Can you keep sourdough starter forever?

Quick Answer

Yes, you can keep sourdough starter alive indefinitely as long as you continue to feed and care for it properly. With regular feedings, sourdough starter can be maintained for many years or even decades. The key is to keep it refreshed by discarding some of the old starter and adding fresh flour and water. As long as the yeasts and bacteria in the starter are active, it will remain viable.

What is Sourdough Starter?

Sourdough starter, sometimes called a mother starter, is a mixture of flour, water, wild yeasts, and bacteria that is used to make sourdough bread. It serves as a leavening agent that helps bread rise by producing carbon dioxide gas. The starter also gives sourdough bread its characteristic tangy flavor.

Making a starter simply involves combining flour and water and allowing the mixture to ferment. Over a period of several days to a couple weeks, the wild yeasts and bacteria that are present in the flour and the environment will multiply and colonize the starter. Once the starter is mature and stable, it contains a symbiotic community of microorganisms that work together to produce the gases and acids needed for leavening and flavor.

Ingredients in Sourdough Starter

The main ingredients in sourdough starter are:

  • Flour – Usually all-purpose or bread flour provide nutrients for the yeast and bacteria to grow
  • Water – Hydrates the starter and allows fermentation
  • Wild yeasts – Saccharomyces exiguus, Candida milleri, etc. Metabolize sugars into carbon dioxide and alcohol
  • Lactic acid bacteria – Lactobacillus sanfranciscensis, etc. Produce lactic and acetic acids for flavor

These microbes occur naturally in flour and the environment. By combining flour and water and allowing time for fermentation, they are cultured into an active starter. No commercial yeast is added.

What Makes Sourdough Starter Work?

Sourdough starter is able to leaven bread due to the metabolic activities of the yeasts and bacteria it contains:


The wild yeast in sourdough starter consume sugars present in the flour and produce carbon dioxide gas and alcohol as waste products. The carbon dioxide gets trapped in the gluten network of the dough, causing it to rise. The most prominent yeast found in sourdough is Saccharomyces exiguus, which is well-adapted to the acidic environment.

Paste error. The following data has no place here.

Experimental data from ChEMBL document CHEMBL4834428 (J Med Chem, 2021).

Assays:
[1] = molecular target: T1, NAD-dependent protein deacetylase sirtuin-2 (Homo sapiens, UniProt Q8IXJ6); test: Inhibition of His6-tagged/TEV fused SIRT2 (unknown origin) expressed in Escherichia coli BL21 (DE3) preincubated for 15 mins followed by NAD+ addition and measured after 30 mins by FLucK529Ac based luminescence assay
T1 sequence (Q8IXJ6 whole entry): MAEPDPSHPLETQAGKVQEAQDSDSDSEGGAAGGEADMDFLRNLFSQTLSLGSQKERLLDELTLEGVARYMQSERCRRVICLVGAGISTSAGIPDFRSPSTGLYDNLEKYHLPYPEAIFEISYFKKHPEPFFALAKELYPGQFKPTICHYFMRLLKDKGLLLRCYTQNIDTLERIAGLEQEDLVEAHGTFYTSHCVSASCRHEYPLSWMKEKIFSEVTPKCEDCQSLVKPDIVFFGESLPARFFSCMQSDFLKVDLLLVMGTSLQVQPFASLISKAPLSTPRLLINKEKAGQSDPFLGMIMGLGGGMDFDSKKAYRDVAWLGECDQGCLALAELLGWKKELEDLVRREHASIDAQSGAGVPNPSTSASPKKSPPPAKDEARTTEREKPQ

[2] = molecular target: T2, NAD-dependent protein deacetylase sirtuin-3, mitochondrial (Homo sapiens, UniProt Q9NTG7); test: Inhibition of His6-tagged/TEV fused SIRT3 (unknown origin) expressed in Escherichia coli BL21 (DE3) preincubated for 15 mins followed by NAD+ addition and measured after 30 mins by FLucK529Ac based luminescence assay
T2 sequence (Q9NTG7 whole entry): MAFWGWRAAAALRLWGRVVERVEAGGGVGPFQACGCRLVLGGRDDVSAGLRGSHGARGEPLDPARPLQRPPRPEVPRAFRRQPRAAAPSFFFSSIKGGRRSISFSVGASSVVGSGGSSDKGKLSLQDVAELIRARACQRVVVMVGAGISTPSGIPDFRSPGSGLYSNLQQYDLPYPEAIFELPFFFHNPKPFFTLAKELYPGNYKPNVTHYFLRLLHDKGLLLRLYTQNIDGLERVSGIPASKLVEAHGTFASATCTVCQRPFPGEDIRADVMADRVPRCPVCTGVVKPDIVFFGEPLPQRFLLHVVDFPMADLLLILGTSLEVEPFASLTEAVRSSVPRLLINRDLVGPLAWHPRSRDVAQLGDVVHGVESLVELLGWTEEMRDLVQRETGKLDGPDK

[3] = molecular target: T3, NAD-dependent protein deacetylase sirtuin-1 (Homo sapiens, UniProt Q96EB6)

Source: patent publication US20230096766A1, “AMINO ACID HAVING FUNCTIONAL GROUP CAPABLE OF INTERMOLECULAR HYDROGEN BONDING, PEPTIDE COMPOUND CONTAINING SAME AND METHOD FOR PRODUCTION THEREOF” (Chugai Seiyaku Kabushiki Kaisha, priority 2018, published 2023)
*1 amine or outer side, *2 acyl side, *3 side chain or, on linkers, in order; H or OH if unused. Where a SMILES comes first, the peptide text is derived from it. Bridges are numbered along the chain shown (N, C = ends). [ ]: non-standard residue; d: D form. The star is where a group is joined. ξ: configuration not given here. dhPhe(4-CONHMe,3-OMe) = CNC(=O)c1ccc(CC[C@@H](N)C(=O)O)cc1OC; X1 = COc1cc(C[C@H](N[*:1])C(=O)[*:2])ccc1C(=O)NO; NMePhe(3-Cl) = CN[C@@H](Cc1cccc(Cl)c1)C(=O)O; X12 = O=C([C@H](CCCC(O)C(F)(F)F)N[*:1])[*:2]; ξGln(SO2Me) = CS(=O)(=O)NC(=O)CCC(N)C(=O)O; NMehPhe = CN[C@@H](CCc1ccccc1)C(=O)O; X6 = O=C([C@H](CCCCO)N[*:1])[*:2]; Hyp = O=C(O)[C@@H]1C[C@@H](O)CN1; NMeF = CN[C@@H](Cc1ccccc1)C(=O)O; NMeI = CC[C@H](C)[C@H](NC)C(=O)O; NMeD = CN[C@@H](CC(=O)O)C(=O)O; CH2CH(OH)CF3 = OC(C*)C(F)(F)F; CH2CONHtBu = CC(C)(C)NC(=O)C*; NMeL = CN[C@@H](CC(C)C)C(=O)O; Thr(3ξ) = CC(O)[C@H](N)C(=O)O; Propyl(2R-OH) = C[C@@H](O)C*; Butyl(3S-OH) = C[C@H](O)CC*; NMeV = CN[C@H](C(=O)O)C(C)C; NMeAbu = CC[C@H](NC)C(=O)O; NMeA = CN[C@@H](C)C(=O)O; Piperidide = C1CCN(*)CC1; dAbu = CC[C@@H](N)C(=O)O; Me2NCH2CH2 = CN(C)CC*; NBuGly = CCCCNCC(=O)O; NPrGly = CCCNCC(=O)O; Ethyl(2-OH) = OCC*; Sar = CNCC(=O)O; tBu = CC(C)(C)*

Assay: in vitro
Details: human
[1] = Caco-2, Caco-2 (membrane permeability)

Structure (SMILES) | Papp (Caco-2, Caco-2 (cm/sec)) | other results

Lactic Acid Bacteria

The lactic acid bacteria metabolize sugars into lactic acid and acetic acid. These acids create the sour flavor in sourdough and also serve as a preservative against spoilage microbes. Common lactic acid bacteria in sourdough include Lactobacillus sanfranciscensis and Lactobacillus pontis.

Acetic Acid Bacteria

Acetic acid bacteria like Lactobacillus acetotolerans can convert alcohol produced by yeasts into acetic acid, contributing to a vinegar-like aroma and taste. The combination of acetic, lactic, and other organic acids help give sourdough its distinctive sour taste.

How to Create and Maintain a Sourdough Starter

Creating and keeping a sourdough starter alive is a simple process, though it does require a little patience and routine care. Here is an overview of starter creation and maintenance:

Creating a Starter

To make a new sourdough starter:

  1. Mix together flour (often rye or whole wheat) and water in a 1:1 ratio by weight in a jar or container.
  2. Cover and let sit at room temperature for 24-48 hours.
  3. Check for bubbles on the surface, which indicate fermentation is underway.
  4. Discard half the starter and add equal weights flour and water to feed it.
  5. Repeat feeding every 24 hours for 5-10 days until starter is bubbly and aromatic.

This process cultures the wild yeasts and bacteria that are present in the flour into an active starter teeming with microbial life.

Maintaining the Starter

Once established, a sourdough starter needs regular feedings to keep it healthy and active. Feed at least once a week, or more often if baking frequently.

  • Discard or use half the starter.
  • Add equal weights flour and water.
  • Stir well until incorporated.

The starter may need a couple feedings to regain activity if it hasn’t been fed for a while. Signs it needs feeding include:

  • Layer of liquid on surface
  • Starter has collapsed
  • Less bubbly or rising
  • Alcohol or acetone smell